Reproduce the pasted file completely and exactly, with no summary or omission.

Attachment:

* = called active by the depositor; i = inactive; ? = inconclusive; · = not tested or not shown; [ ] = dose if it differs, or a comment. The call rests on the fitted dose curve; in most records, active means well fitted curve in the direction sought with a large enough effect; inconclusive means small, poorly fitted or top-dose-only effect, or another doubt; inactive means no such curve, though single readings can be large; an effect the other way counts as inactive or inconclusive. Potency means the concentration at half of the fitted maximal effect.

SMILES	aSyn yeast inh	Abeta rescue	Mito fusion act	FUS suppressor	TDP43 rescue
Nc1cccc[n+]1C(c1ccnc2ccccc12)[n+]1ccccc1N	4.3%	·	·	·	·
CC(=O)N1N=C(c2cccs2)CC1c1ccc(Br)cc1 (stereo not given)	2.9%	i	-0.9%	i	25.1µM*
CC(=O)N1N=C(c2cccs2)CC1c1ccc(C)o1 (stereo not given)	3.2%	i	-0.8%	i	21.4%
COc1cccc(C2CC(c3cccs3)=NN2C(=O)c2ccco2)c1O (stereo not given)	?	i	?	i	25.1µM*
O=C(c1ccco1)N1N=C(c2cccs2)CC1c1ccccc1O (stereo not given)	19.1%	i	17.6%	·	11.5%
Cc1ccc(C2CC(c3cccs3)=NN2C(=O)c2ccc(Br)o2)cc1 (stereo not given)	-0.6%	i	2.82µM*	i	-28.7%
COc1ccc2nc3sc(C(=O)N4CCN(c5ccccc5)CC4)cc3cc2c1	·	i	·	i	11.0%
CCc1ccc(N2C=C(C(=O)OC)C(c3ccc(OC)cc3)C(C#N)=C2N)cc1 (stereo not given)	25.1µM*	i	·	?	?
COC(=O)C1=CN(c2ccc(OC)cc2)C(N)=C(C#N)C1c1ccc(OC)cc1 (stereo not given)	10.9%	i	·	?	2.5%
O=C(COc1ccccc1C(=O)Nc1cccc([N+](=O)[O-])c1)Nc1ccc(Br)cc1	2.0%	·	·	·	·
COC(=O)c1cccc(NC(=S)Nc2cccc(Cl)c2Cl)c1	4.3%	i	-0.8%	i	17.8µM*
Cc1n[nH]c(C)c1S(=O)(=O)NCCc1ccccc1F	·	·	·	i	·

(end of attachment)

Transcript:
* = called active by the depositor; i = inactive; ? = inconclusive; · = not tested or not shown; [ ] = dose if it differs, or a comment. The call rests on the fitted dose curve; in most records, active means well fitted curve in the direction sought with a large enough effect; inconclusive means small, poorly fitted or top-dose-only effect, or another doubt; inactive means no such curve, though single readings can be large; an effect the other way counts as inactive or inconclusive. Potency means the concentration at half of the fitted maximal effect.

SMILES	aSyn yeast inh	Abeta rescue	Mito fusion act	FUS suppressor	TDP43 rescue
Nc1cccc[n+]1C(c1ccnc2ccccc12)[n+]1ccccc1N	4.3%	·	·	·	·
CC(=O)N1N=C(c2cccs2)CC1c1ccc(Br)cc1 (stereo not given)	2.9%	i	-0.9%	i	25.1µM*
CC(=O)N1N=C(c2cccs2)CC1c1ccc(C)o1 (stereo not given)	3.2%	i	-0.8%	i	21.4%
COc1cccc(C2CC(c3cccs3)=NN2C(=O)c2ccco2)c1O (stereo not given)	?	i	?	i	25.1µM*
O=C(c1ccco1)N1N=C(c2cccs2)CC1c1ccccc1O (stereo not given)	19.1%	i	17.6%	·	11.5%
Cc1ccc(C2CC(c3cccs3)=NN2C(=O)c2ccc(Br)o2)cc1 (stereo not given)	-0.6%	i	2.82µM*	i	-28.7%
COc1ccc2nc3sc(C(=O)N4CCN(c5ccccc5)CC4)cc3cc2c1	·	i	·	i	11.0%
CCc1ccc(N2C=C(C(=O)OC)C(c3ccc(OC)cc3)C(C#N)=C2N)cc1 (stereo not given)	25.1µM*	i	·	?	?
COC(=O)C1=CN(c2ccc(OC)cc2)C(N)=C(C#N)C1c1ccc(OC)cc1 (stereo not given)	10.9%	i	·	?	2.5%
O=C(COc1ccccc1C(=O)Nc1cccc([N+](=O)[O-])c1)Nc1ccc(Br)cc1	2.0%	·	·	·	·
COC(=O)c1cccc(NC(=S)Nc2cccc(Cl)c2Cl)c1	4.3%	i	-0.8%	i	17.8µM*
Cc1n[nH]c(C)c1S(=O)(=O)NCCc1ccccc1F	·	·	·	i	·